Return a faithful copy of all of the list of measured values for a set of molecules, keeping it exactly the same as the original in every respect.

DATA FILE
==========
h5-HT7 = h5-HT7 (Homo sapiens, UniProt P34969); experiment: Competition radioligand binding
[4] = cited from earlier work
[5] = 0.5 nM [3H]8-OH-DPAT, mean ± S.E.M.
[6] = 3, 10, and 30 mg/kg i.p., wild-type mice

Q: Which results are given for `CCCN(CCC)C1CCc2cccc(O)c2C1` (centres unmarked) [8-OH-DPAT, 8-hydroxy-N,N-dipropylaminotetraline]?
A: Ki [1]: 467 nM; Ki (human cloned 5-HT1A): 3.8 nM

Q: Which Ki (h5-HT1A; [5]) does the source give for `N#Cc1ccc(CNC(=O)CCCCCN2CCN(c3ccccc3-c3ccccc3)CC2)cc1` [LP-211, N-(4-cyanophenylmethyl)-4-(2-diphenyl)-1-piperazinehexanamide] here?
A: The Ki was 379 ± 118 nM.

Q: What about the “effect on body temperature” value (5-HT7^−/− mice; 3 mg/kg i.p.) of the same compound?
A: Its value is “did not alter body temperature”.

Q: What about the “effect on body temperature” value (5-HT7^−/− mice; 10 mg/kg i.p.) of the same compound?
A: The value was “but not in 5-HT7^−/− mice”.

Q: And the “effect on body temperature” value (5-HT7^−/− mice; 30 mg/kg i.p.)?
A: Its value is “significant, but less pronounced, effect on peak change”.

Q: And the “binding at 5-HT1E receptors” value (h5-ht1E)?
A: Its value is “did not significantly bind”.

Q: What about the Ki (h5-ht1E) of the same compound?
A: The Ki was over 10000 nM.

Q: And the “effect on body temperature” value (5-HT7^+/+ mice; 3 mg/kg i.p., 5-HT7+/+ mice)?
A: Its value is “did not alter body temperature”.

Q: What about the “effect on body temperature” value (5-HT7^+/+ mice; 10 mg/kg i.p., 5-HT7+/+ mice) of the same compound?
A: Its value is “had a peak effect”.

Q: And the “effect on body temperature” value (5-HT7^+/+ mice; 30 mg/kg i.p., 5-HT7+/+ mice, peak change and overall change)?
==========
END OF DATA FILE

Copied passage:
h5-HT7 = h5-HT7 (Homo sapiens, UniProt P34969); experiment: Competition radioligand binding
[4] = cited from earlier work
[5] = 0.5 nM [3H]8-OH-DPAT, mean ± S.E.M.
[6] = 3, 10, and 30 mg/kg i.p., wild-type mice

Q: Which results are given for `CCCN(CCC)C1CCc2cccc(O)c2C1` (centres unmarked) [8-OH-DPAT, 8-hydroxy-N,N-dipropylaminotetraline]?
A: Ki [1]: 467 nM; Ki (human cloned 5-HT1A): 3.8 nM

Q: Which Ki (h5-HT1A; [5]) does the source give for `N#Cc1ccc(CNC(=O)CCCCCN2CCN(c3ccccc3-c3ccccc3)CC2)cc1` [LP-211, N-(4-cyanophenylmethyl)-4-(2-diphenyl)-1-piperazinehexanamide] here?
A: The Ki was 379 ± 118 nM.

Q: What about the “effect on body temperature” value (5-HT7^−/− mice; 3 mg/kg i.p.) of the same compound?
A: Its value is “did not alter body temperature”.

Q: What about the “effect on body temperature” value (5-HT7^−/− mice; 10 mg/kg i.p.) of the same compound?
A: The value was “but not in 5-HT7^−/− mice”.

Q: And the “effect on body temperature” value (5-HT7^−/− mice; 30 mg/kg i.p.)?
A: Its value is “significant, but less pronounced, effect on peak change”.

Q: And the “binding at 5-HT1E receptors” value (h5-ht1E)?
A: Its value is “did not significantly bind”.

Q: What about the Ki (h5-ht1E) of the same compound?
A: The Ki was over 10000 nM.

Q: And the “effect on body temperature” value (5-HT7^+/+ mice; 3 mg/kg i.p., 5-HT7+/+ mice)?
A: Its value is “did not alter body temperature”.

Q: What about the “effect on body temperature” value (5-HT7^+/+ mice; 10 mg/kg i.p., 5-HT7+/+ mice) of the same compound?
A: Its value is “had a peak effect”.

Q: And the “effect on body temperature” value (5-HT7^+/+ mice; 30 mg/kg i.p., 5-HT7+/+ mice, peak change and overall change)?